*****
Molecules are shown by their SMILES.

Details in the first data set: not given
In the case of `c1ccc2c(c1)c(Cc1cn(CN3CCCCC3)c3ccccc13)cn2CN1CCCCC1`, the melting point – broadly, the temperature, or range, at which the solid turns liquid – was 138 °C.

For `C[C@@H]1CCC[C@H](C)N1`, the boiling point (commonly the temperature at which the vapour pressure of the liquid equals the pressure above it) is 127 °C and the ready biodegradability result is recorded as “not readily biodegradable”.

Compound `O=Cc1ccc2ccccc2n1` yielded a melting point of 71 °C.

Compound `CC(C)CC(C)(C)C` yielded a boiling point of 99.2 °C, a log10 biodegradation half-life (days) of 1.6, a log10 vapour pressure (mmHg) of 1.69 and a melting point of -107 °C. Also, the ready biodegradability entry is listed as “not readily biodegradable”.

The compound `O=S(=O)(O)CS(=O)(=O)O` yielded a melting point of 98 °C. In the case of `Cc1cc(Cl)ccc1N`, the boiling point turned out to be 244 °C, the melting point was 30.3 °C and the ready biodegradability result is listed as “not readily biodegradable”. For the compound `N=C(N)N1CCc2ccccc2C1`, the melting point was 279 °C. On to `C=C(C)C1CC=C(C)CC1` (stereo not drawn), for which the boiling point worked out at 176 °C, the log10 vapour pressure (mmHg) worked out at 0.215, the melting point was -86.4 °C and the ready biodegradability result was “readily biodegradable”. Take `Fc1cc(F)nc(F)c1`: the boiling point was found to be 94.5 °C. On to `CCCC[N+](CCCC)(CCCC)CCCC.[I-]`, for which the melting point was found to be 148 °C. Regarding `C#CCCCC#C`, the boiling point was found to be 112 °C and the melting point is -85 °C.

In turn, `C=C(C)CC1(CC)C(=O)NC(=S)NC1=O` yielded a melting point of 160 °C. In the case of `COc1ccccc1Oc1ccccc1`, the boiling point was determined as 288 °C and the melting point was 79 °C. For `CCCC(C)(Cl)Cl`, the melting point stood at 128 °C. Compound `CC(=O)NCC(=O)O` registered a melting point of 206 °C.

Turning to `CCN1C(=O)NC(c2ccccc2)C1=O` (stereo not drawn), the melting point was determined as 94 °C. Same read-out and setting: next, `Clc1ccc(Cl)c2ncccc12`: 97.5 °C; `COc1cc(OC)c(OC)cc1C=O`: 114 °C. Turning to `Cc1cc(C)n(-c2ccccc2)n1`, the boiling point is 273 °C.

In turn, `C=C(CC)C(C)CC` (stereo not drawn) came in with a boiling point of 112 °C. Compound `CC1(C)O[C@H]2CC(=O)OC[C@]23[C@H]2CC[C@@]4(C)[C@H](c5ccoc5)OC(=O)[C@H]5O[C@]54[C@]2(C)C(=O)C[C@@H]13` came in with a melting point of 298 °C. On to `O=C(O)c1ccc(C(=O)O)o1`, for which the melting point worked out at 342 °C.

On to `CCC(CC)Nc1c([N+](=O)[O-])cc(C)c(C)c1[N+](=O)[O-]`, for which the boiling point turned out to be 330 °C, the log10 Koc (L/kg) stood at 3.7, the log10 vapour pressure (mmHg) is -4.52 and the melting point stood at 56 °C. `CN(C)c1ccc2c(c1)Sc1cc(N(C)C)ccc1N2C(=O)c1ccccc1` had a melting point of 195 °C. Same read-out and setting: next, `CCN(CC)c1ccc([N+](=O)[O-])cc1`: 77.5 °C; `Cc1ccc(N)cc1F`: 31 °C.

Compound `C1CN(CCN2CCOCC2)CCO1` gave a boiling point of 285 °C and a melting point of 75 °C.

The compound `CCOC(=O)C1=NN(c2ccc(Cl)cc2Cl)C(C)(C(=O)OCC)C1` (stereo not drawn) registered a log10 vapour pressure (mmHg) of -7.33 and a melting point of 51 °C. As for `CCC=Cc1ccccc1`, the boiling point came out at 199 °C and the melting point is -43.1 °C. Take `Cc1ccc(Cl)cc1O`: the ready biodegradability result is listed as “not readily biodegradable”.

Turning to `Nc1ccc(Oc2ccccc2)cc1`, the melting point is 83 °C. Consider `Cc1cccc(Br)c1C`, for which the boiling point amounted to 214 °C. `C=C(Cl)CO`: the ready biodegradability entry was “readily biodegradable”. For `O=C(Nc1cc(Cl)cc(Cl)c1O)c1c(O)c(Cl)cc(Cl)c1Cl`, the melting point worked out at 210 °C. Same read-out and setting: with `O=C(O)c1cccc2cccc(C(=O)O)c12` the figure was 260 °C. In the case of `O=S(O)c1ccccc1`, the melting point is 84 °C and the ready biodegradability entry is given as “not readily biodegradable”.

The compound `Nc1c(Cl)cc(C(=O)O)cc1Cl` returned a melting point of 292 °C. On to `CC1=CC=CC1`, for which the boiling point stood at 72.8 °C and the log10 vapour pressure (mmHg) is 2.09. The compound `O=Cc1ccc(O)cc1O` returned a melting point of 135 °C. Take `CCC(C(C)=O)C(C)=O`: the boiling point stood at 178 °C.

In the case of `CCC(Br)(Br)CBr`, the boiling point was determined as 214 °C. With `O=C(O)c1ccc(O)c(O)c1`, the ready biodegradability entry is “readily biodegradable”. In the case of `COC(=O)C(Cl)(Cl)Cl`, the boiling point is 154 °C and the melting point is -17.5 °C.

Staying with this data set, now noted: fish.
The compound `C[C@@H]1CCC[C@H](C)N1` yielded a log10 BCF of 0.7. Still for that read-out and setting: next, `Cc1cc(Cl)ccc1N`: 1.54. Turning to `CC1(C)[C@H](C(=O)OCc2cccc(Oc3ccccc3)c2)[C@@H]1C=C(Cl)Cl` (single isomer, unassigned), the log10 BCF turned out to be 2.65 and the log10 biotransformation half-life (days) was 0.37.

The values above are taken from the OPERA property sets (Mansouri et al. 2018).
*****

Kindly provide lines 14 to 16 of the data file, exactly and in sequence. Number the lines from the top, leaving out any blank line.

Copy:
Turning to `Nc1ccc(Oc2ccccc2)cc1`, the melting point is 83 °C. Consider `Cc1cccc(Br)c1C`, for which the boiling point amounted to 214 °C. `C=C(Cl)CO`: the ready biodegradability entry was “readily biodegradable”. For `O=C(Nc1cc(Cl)cc(Cl)c1O)c1c(O)c(Cl)cc(Cl)c1Cl`, the melting point worked out at 210 °C. Same read-out and setting: with `O=C(O)c1cccc2cccc(C(=O)O)c12` the figure was 260 °C. In the case of `O=S(O)c1ccccc1`, the melting point is 84 °C and the ready biodegradability entry is given as “not readily biodegradable”.

The compound `Nc1c(Cl)cc(C(=O)O)cc1Cl` returned a melting point of 292 °C. On to `CC1=CC=CC1`, for which the boiling point stood at 72.8 °C and the log10 vapour pressure (mmHg) is 2.09. The compound `O=Cc1ccc(O)cc1O` returned a melting point of 135 °C. Take `CCC(C(C)=O)C(C)=O`: the boiling point stood at 178 °C.

In the case of `CCC(Br)(Br)CBr`, the boiling point was determined as 214 °C. With `O=C(O)c1ccc(O)c(O)c1`, the ready biodegradability entry is “readily biodegradable”. In the case of `COC(=O)C(Cl)(Cl)Cl`, the boiling point is 154 °C and the melting point is -17.5 °C.